“Going back, going back, going back to Athenstown;
Going back, going back, to the best old place around…”
Imagine, a city whose population ebbs and flows seasonally and over time, where a third of the population is out of town for long periods and is constantly changing, with a fourth of that third leaving for good every year, replaced by a new fourth. The Census would probably put it differently, but you know what I mean if you live in Athens.
The first Athenian was a man named Daniel Easley, who was running his grist mill down on the river below Nuci’s Space when some gentlemen rode up on horseback and said they were looking for a site in the surrounding wilderness that they could turn into a college. Easley knew just the spot, up the hill on a bluff above the river, and he sold it to them, reserving part for himself, in case their scheme actually worked, figuring that a college would mean a demand for housing, food, drink, football and music clubs. One assumes that Easley got by during summers, when the 20 or 30 young college men went home to their plantations, by selling grits to the faculty and the tavern owners.
And that has been our pattern ever since, hanging around selling stuff to each other until they come back to Athenstown, and life begins anew, and we all join in the scramble to make ourselves attractive to 18-year-olds. What do the 18-year-olds see in Athens? College, of course—the requisite degree that certifies the rest of life, but also the fun of being away from home: burgers instead of beets, beer instead of milk.
My own love of Athens did not begin when I was a student. I had very little awareness of the town, which stood around me in all its molding glory. If only I had taken a stroll up Prince Avenue in those days before progress destroyed most of the old houses from the pages of that fast-going-out-of print treasure-trove, The Tangible Past of Athens, Georgia, published at the end of last year by an all-star amalgam of local historians (plus me). Oddly enough, I did take a stroll around the Prince Avenue area one night, in connection with an initiation, and I retain dark images of Pulaski, Dougherty, Cobb, etc. from that era.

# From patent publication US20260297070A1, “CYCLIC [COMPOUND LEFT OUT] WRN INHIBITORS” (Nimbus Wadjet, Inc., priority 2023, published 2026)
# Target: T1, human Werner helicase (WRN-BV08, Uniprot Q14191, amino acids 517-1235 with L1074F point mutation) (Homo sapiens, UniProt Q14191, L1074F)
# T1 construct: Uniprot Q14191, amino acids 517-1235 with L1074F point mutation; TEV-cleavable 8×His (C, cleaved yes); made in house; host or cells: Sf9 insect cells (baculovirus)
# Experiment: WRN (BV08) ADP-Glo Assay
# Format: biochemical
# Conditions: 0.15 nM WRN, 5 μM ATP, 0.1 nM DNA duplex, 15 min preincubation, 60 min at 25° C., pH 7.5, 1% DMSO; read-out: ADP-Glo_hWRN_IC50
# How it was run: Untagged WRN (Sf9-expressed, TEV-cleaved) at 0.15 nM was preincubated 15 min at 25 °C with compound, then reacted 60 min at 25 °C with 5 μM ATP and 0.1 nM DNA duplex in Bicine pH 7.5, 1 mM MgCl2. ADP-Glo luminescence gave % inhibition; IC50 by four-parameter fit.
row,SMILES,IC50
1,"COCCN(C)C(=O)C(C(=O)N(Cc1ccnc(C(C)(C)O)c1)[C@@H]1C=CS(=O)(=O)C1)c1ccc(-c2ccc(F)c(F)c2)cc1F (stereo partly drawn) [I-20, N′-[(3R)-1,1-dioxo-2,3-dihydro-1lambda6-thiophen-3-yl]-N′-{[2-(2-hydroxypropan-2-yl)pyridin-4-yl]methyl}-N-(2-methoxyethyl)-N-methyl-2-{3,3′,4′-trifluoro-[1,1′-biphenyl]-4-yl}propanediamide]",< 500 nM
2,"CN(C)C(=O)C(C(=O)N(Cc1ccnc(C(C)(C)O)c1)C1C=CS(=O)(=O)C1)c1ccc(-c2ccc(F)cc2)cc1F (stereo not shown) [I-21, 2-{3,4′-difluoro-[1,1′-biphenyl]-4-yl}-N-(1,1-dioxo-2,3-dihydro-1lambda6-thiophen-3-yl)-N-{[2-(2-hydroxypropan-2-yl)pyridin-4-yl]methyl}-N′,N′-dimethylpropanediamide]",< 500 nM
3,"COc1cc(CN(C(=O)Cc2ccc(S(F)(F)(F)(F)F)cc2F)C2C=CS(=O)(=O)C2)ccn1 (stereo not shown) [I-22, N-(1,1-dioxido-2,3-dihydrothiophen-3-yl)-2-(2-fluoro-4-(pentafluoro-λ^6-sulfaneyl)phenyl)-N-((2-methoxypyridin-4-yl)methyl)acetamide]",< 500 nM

During that period, as in most, Athens was up and out. You went to college here, if you were white and could afford the low tuition and cheap rooming houses, and then you left Athens and went back to your hometown family business or went on to Atlanta or beyond for a career with one of the many businesses eager to hire you, and maybe you came back for football games, because that was the only way to see one, because they were not on TV.
There was a period, which began way back in the late 1970s, when Athens changed from a way-station to a destination for students. The four-years-and-out pattern was disrupted by the Vietnam War, which caused a generation of students to prefer college over jungles. After the threat of that war lessened, students who came here for college began to drop out for other pursuits—starting a business, playing music, taking a breather. That generation of students, or at least some of them, discovered Athens as an inexpensive, fun place to hang out, with big, old, accommodating houses in pleasant neighborhoods within walking distance of the growing scene downtown.
Kathy Prescott and Grady Thrasher are making a movie about that period in Athens—how it happened and whether it persists. They have interviewed a bunch of people and have accumulated historical footage, and their film (working title Athens in Our Day) will be ready probably next spring. Meanwhile, Athens seems to be morphing again, with all the high-rise student apartments downtown and the concomitant influx of national brands to give them what they’re accustomed to back home in Cobb County. We’re probably returning to a four-years-and-out town-and-gown-symbiosis, except Pillsbury grits instead of Easley’s.
If you’re as excited as I am that our old friend Chuck Searcy is making a rare visit home, be sure to drop by 190 Milledge Circle this Saturday, Aug. 22 at 4 p.m. for the yard party thrown by Chuck’s old friend and property manager, Dennis Waters. Dennis is providing the music; you bring your snacks, drinks and a chair.
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